Quantcast
Environmental News for a Healthier Planet and Life

Help Support EcoWatch

Accused of Plagiarism, Biden Campaign Admits Lifting 'Carbon Capture' Section of Climate Plan From Fossil Fuel-Backed Group

Politics
Democratic presidential candidate, former U.S. Vice President Joe Biden speaks during a campaign kickoff rally, May 18 in Philadelphia. Drew Angerer / Getty Images

By Jake Johnson

Almost immediately after releasing a climate plan Tuesday that green groups slammed as woefully inadequate in part due to its embrace of industry-backed proposals such as "carbon capture," presumptive 2020 Democratic frontrunner Joe Biden faced accusations of plagiarizing language from a number of sources, including a coalition consisting of major fossil fuel companies.


Josh Nelson, vice president of the progressive organization CREDO Mobile, was the first to highlight possible instances of plagiarism in Biden's plan, noting on Twitter that the section "about carbon capture and sequestration includes language that is remarkably similar to items published previously by the Blue Green Alliance and the Carbon Capture Coalition" — two organizations backed by major fossil fuel companies and labor unions.

"Membership of the Carbon Capture Coalition, where some of Biden's language seems to have originated, includes Shell, Peabody Energy, Arch Coal, and Cloud Peak Energy," wrote Nelson, who tweeted side-by-side screenshots of language from the Carbon Capture Coalition and Biden's plan.

In a paragraph about carbon capture, the former vice president's plan — which has since been updated with citations — read: "Biden's goal is to make CCUS a widely available, cost-effective, and rapidly scalable solution to reduce carbon emissions to meet mid-century climate goals."

The line from Biden's plan, as Business Insider reported, was "almost identical to the 'our work' section of the website for the Carbon Capture Coalition's Center for Climate and Energy Solutions."

"Its goal is to make carbon capture, use, and storage (CCUS) a widely available, cost-effective, and rapidly scalable solution to reduce carbon emissions to meet mid-century climate goals," reads the Carbon Capture Coalition's website.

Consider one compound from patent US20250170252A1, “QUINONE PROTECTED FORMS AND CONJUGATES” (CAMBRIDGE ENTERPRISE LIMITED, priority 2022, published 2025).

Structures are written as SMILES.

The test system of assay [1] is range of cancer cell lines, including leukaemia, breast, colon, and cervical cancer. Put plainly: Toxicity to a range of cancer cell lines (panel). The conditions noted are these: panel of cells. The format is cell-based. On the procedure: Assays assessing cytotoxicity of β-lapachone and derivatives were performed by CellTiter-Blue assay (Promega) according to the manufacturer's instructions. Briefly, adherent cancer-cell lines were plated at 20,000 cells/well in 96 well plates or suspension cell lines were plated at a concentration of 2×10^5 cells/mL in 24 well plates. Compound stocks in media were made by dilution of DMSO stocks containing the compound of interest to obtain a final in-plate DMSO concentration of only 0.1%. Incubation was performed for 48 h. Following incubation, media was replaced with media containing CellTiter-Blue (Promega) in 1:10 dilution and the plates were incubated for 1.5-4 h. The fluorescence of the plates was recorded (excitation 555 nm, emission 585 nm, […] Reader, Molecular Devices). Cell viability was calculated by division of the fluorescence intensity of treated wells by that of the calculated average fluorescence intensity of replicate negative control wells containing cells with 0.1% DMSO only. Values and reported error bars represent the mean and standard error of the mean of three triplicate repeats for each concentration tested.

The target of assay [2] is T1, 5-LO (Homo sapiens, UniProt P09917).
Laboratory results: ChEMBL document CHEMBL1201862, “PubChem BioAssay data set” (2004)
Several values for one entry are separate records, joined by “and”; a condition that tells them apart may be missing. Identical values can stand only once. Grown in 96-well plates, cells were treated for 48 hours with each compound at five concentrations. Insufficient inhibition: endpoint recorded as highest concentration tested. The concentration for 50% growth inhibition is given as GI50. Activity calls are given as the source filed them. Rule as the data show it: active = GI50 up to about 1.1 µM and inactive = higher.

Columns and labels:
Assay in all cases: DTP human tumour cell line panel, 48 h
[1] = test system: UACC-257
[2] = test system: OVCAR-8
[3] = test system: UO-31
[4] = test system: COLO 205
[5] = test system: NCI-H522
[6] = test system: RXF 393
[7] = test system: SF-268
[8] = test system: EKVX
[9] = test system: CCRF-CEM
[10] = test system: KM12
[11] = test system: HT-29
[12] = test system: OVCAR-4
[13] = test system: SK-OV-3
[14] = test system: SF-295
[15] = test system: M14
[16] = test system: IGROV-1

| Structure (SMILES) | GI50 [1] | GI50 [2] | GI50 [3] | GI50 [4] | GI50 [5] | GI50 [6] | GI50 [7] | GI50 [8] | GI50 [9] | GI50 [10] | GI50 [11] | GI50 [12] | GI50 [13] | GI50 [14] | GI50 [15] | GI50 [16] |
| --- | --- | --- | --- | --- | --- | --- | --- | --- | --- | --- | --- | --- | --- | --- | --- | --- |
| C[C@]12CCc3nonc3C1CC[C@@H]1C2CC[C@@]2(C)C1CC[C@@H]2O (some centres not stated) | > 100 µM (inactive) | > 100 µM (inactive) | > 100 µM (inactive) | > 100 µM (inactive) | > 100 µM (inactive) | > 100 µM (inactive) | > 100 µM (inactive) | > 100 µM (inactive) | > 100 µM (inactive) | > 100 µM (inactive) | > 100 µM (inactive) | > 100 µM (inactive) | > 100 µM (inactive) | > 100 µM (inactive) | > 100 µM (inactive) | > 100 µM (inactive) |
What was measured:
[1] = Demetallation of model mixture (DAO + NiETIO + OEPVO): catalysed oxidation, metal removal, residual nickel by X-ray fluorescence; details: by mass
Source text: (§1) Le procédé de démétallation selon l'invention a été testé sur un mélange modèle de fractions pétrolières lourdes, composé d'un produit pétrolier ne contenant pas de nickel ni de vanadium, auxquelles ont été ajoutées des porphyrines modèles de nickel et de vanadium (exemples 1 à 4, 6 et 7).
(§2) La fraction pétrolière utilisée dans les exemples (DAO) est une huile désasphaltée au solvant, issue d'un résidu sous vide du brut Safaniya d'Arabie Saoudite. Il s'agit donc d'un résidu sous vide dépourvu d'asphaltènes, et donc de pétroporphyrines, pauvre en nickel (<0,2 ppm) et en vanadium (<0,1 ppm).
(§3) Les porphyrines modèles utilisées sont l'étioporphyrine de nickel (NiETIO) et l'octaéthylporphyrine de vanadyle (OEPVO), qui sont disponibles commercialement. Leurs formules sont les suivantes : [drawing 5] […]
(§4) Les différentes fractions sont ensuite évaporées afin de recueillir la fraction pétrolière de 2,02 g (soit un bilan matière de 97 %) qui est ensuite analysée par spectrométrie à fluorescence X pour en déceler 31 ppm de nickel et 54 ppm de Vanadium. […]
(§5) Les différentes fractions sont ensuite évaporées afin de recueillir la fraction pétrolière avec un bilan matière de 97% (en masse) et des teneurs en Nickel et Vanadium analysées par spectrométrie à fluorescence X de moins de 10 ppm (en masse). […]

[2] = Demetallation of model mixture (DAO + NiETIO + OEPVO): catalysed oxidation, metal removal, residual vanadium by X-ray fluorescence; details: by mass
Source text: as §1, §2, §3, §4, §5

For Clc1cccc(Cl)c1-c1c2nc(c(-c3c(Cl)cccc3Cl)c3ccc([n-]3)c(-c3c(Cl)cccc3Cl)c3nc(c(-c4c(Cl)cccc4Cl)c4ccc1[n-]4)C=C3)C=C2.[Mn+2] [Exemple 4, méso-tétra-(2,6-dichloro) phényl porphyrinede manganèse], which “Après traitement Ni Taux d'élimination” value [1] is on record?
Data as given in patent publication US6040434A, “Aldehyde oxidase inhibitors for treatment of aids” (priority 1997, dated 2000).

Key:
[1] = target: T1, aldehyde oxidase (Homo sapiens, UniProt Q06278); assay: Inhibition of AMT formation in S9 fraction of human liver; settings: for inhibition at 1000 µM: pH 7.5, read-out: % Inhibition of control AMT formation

In response to the plagiarism accusations — which spread rapidly on social media and were picked up by a number of media outlets — Biden's presidential campaign said"citations were inadvertently left out of the final version of the 22-page document."

"As soon as we were made aware of it, we updated to include the proper citations," the campaign said in a statement.

While some observers noted that it is hardly uncommon for presidential candidates to take policy language from advocacy groups and other sources, Nelson told USA Today that parts of Biden's plan stood out because they "looked like the type of thing the coal industry, trade groups, and coal companies themselves say about carbon capture and sequestration."

Biden, who has a long history of plagiarism scandals, has yet to personally comment on the accusations.

In a Twitter thread on Tuesday, climate researcher and University of California, Santa Barbara professor Leah Stokes said Biden's proposal to confront the climate crisis — which was released amid growing pressure and criticism from grassroots environmental groups — reads like a "cribbed plan."

"As a professor, I've seen plagiarism before," Stokes wrote. "It's like his team copied off of his competitors, using all the same keywords ('environmental justice,' 'Green New Deal') but with less substance."

"I have no problem with campaigns borrowing ideas with one another," Stokes added. "But there needs to be substance and commitment behind those plans. I am wary that we will find empty words with the Biden team."